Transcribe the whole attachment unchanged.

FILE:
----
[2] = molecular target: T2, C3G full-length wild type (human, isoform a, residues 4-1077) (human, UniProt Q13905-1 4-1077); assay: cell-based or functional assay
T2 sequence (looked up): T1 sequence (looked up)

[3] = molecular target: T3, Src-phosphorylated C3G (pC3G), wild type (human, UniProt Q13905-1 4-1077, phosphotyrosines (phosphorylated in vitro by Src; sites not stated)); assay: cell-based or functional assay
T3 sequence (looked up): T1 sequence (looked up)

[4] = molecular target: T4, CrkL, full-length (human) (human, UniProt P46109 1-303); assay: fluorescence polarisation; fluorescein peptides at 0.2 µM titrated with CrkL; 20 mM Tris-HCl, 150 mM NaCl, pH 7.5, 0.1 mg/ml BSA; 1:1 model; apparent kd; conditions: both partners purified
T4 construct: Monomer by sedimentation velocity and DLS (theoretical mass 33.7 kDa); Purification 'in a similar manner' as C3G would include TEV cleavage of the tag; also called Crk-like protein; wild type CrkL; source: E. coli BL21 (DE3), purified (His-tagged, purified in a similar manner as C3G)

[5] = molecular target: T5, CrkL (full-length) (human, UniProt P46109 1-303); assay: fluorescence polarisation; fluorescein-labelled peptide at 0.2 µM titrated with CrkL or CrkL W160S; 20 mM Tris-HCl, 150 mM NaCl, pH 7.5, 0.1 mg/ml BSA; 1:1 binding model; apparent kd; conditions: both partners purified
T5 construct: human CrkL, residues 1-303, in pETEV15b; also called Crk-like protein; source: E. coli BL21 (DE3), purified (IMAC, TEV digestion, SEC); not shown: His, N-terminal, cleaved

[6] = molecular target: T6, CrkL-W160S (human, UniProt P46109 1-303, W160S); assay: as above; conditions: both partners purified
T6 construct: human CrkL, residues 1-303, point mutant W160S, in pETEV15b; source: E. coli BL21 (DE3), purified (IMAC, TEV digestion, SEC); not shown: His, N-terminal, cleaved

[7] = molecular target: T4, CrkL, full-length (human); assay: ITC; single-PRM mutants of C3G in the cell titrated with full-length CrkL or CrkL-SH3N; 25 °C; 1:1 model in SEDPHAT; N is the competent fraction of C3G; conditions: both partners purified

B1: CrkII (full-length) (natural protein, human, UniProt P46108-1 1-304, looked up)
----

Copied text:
[2] = molecular target: T2, C3G full-length wild type (human, isoform a, residues 4-1077) (human, UniProt Q13905-1 4-1077); assay: cell-based or functional assay
T2 sequence (looked up): T1 sequence (looked up)

[3] = molecular target: T3, Src-phosphorylated C3G (pC3G), wild type (human, UniProt Q13905-1 4-1077, phosphotyrosines (phosphorylated in vitro by Src; sites not stated)); assay: cell-based or functional assay
T3 sequence (looked up): T1 sequence (looked up)

[4] = molecular target: T4, CrkL, full-length (human) (human, UniProt P46109 1-303); assay: fluorescence polarisation; fluorescein peptides at 0.2 µM titrated with CrkL; 20 mM Tris-HCl, 150 mM NaCl, pH 7.5, 0.1 mg/ml BSA; 1:1 model; apparent kd; conditions: both partners purified
T4 construct: Monomer by sedimentation velocity and DLS (theoretical mass 33.7 kDa); Purification 'in a similar manner' as C3G would include TEV cleavage of the tag; also called Crk-like protein; wild type CrkL; source: E. coli BL21 (DE3), purified (His-tagged, purified in a similar manner as C3G)

[5] = molecular target: T5, CrkL (full-length) (human, UniProt P46109 1-303); assay: fluorescence polarisation; fluorescein-labelled peptide at 0.2 µM titrated with CrkL or CrkL W160S; 20 mM Tris-HCl, 150 mM NaCl, pH 7.5, 0.1 mg/ml BSA; 1:1 binding model; apparent kd; conditions: both partners purified
T5 construct: human CrkL, residues 1-303, in pETEV15b; also called Crk-like protein; source: E. coli BL21 (DE3), purified (IMAC, TEV digestion, SEC); not shown: His, N-terminal, cleaved

[6] = molecular target: T6, CrkL-W160S (human, UniProt P46109 1-303, W160S); assay: as above; conditions: both partners purified
T6 construct: human CrkL, residues 1-303, point mutant W160S, in pETEV15b; source: E. coli BL21 (DE3), purified (IMAC, TEV digestion, SEC); not shown: His, N-terminal, cleaved

[7] = molecular target: T4, CrkL, full-length (human); assay: ITC; single-PRM mutants of C3G in the cell titrated with full-length CrkL or CrkL-SH3N; 25 °C; 1:1 model in SEDPHAT; N is the competent fraction of C3G; conditions: both partners purified

B1: CrkII (full-length) (natural protein, human, UniProt P46108-1 1-304, looked up)